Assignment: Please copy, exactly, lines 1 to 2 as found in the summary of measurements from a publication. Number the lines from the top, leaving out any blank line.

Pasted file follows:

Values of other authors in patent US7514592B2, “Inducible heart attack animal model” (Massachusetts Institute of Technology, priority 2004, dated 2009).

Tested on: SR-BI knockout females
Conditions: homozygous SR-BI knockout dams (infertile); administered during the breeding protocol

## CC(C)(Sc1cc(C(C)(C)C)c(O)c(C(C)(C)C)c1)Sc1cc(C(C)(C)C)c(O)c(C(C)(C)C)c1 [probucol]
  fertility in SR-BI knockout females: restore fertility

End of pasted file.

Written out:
Values of other authors in patent US7514592B2, “Inducible heart attack animal model” (Massachusetts Institute of Technology, priority 2004, dated 2009).

Tested on: SR-BI knockout females